Sarah Gaither Featured in Documentary Film on Mixed-Race Identity
In 2016, film directors and American University professors Caty Borum and Leena Jayaswal, contacted Assistant Professor of Psychology and Neuroscience, Sarah Gaither about a documentary film they were creating called MIXED. The film would explore the status of mixed-race identity and inclusion 50 years after the landmark Loving v. Virginia Supreme Court case ended legal persecution of interracial marriage in America.
The film makers learned about Gaither’s research—which explores how multiple racial or social identities affect behavior—after reading one of her online op-eds. Borum and Jayaswal wanted to learn more about Gaither’s work and, each having ties to North Carolina, decided to travel to Duke to interview Gaither and students from the Duke student group SWIRL (Students with Interracial Legacies).
Anchored in their own experiences and told from a personalized storytelling lens, Borum and Jayaswal explore what it means to be a bi-racial child living in a mixed-race family in today’s “post-racial America”—a topic Gaither is familiar with both personally and professionally.
For Gaither, being a part of the MIXED film is a special project: it not only explores research from her Duke Identity and Diversity Lab, but also features her family. Gaither, her brother and parents were all interviewed for the film and share their personal and collective experiences as a mixed-race family.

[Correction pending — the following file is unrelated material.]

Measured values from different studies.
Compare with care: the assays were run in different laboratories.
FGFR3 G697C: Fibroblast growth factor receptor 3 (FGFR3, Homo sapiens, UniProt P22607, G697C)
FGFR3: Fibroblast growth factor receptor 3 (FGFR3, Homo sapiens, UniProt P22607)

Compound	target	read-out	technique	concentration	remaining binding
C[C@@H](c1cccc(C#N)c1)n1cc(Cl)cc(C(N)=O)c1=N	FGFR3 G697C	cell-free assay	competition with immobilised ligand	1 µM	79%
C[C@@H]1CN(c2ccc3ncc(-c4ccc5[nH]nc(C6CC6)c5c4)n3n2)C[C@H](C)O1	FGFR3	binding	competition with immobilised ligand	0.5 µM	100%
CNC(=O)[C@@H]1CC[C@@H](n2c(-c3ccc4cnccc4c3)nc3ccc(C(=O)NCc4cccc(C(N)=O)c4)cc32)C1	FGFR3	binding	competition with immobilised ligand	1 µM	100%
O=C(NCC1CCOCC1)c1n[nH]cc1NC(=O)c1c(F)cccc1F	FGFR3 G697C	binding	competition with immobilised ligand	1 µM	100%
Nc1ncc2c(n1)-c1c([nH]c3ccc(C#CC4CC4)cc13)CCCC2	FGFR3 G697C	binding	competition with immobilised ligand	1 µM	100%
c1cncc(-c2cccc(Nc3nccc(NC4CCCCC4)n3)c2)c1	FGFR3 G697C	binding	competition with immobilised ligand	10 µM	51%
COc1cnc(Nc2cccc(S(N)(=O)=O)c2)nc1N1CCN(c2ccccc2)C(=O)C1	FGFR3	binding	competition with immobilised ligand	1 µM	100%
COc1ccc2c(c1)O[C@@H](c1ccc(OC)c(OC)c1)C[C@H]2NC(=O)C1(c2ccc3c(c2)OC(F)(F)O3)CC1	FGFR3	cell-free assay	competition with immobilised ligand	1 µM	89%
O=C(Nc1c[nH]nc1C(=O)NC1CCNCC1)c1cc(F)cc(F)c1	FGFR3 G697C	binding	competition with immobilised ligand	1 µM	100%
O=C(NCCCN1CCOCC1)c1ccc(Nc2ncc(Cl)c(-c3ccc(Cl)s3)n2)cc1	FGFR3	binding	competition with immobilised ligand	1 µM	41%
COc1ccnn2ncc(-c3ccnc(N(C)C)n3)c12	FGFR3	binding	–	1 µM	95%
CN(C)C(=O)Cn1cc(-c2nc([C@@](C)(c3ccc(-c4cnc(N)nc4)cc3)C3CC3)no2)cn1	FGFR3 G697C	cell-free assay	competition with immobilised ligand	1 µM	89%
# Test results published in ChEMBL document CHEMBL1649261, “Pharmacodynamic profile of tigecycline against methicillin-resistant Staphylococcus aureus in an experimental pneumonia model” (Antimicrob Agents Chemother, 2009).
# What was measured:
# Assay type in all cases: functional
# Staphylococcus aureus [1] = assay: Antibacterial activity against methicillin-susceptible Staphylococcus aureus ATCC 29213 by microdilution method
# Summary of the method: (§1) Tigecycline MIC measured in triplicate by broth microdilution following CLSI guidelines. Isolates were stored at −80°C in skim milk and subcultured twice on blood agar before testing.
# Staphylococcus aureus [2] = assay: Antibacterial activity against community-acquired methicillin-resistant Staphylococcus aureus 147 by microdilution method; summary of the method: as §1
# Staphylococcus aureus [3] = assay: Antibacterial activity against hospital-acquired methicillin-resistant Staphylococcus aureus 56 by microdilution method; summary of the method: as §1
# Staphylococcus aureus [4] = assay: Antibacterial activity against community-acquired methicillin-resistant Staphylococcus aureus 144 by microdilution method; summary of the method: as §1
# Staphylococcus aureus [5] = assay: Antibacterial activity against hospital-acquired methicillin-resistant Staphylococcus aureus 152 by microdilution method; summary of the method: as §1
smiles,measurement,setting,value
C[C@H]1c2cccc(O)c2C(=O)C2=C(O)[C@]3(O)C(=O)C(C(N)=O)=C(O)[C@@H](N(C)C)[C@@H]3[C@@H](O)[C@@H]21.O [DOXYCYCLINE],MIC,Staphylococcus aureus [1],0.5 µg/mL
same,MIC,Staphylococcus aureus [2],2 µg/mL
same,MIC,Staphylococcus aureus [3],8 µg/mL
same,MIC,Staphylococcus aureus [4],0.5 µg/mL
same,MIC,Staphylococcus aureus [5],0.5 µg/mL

“Being in this film as someone who struggles a lot with my own mixed-race identity—my physical appearance and also the questioning I get from academic scholars on whether my work is meaningful or matters to anyone—this film is evidence that it does. There are millions of people who are in interracial or cross-cultural relationships or family structures and for me to be able to experience this film with my family is extra validation that my existence is worthy of learning about. There are so many other people like me, who aren't often given space to reflect on what it means to belong to multiple groups and that is why I loved being a part of this film.”
A free viewing of MIXED will be held at Duke’s Rubenstein Arts Center on Friday, 2/10/23, followed by a live Q&A with Gaither, Borum, Jayaswal and students from the newest cohort of Duke SWIRL (Students with Interracial Legacies).
Event co-sponsors: Duke Institute of Brain Sciences, Psychology and Neuroscience Department, Mary Lou Williams Center for Black Culture, Samuel DuBois Cook Center on Social Equity, Office of Faculty Advancement, and The Center for Multicultural Affairs.